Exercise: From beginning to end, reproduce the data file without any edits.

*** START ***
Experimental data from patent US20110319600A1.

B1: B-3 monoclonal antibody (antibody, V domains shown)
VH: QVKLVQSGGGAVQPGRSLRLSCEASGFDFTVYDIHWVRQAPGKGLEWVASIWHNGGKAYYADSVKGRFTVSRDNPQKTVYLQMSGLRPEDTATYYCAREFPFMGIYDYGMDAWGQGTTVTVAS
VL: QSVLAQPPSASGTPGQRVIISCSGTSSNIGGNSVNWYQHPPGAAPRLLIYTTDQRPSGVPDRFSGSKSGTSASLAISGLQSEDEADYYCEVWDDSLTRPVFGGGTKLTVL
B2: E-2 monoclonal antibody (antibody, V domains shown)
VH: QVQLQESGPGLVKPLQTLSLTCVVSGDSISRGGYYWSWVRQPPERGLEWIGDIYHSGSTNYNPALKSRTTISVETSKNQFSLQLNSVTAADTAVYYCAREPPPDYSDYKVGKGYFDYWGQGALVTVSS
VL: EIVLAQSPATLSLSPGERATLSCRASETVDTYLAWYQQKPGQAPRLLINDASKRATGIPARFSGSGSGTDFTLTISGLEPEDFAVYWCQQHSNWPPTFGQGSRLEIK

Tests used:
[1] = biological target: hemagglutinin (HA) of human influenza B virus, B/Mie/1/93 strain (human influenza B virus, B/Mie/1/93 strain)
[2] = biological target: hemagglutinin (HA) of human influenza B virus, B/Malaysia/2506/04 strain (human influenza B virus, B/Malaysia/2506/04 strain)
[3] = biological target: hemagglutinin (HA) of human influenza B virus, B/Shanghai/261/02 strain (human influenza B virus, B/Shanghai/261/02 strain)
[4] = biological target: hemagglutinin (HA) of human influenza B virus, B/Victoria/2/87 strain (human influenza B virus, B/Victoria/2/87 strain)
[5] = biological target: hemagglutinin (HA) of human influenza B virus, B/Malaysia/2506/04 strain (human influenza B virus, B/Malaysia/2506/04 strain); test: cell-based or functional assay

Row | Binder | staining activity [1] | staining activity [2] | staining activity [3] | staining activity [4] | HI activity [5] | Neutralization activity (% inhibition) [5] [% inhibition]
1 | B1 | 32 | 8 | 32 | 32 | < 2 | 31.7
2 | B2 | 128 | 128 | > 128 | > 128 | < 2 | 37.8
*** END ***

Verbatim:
Experimental data from patent US20110319600A1.

B1: B-3 monoclonal antibody (antibody, V domains shown)
VH: QVKLVQSGGGAVQPGRSLRLSCEASGFDFTVYDIHWVRQAPGKGLEWVASIWHNGGKAYYADSVKGRFTVSRDNPQKTVYLQMSGLRPEDTATYYCAREFPFMGIYDYGMDAWGQGTTVTVAS
VL: QSVLAQPPSASGTPGQRVIISCSGTSSNIGGNSVNWYQHPPGAAPRLLIYTTDQRPSGVPDRFSGSKSGTSASLAISGLQSEDEADYYCEVWDDSLTRPVFGGGTKLTVL
B2: E-2 monoclonal antibody (antibody, V domains shown)
VH: QVQLQESGPGLVKPLQTLSLTCVVSGDSISRGGYYWSWVRQPPERGLEWIGDIYHSGSTNYNPALKSRTTISVETSKNQFSLQLNSVTAADTAVYYCAREPPPDYSDYKVGKGYFDYWGQGALVTVSS
VL: EIVLAQSPATLSLSPGERATLSCRASETVDTYLAWYQQKPGQAPRLLINDASKRATGIPARFSGSGSGTDFTLTISGLEPEDFAVYWCQQHSNWPPTFGQGSRLEIK

Tests used:
[1] = biological target: hemagglutinin (HA) of human influenza B virus, B/Mie/1/93 strain (human influenza B virus, B/Mie/1/93 strain)
[2] = biological target: hemagglutinin (HA) of human influenza B virus, B/Malaysia/2506/04 strain (human influenza B virus, B/Malaysia/2506/04 strain)
[3] = biological target: hemagglutinin (HA) of human influenza B virus, B/Shanghai/261/02 strain (human influenza B virus, B/Shanghai/261/02 strain)
[4] = biological target: hemagglutinin (HA) of human influenza B virus, B/Victoria/2/87 strain (human influenza B virus, B/Victoria/2/87 strain)
[5] = biological target: hemagglutinin (HA) of human influenza B virus, B/Malaysia/2506/04 strain (human influenza B virus, B/Malaysia/2506/04 strain); test: cell-based or functional assay

Row | Binder | staining activity [1] | staining activity [2] | staining activity [3] | staining activity [4] | HI activity [5] | Neutralization activity (% inhibition) [5] [% inhibition]
1 | B1 | 32 | 8 | 32 | 32 | < 2 | 31.7
2 | B2 | 128 | 128 | > 128 | > 128 | < 2 | 37.8